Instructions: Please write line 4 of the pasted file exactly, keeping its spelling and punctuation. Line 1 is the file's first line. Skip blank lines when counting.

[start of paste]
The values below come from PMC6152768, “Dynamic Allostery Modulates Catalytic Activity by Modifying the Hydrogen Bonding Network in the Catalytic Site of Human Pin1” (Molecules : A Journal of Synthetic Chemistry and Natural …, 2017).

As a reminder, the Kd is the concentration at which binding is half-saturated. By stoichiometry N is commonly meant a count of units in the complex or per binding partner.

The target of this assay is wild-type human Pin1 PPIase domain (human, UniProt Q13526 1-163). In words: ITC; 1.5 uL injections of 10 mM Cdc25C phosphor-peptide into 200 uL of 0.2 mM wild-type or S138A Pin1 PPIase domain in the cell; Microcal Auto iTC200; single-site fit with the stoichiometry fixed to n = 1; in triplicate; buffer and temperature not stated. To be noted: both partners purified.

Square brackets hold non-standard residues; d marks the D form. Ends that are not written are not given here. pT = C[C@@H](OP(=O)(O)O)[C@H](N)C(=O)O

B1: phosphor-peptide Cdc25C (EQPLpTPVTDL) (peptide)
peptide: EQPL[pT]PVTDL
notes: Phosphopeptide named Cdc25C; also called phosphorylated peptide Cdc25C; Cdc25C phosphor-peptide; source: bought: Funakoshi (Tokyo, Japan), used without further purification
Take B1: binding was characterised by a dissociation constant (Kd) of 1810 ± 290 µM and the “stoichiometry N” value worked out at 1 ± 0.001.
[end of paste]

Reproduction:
Square brackets hold non-standard residues; d marks the D form. Ends that are not written are not given here. pT = C[C@@H](OP(=O)(O)O)[C@H](N)C(=O)O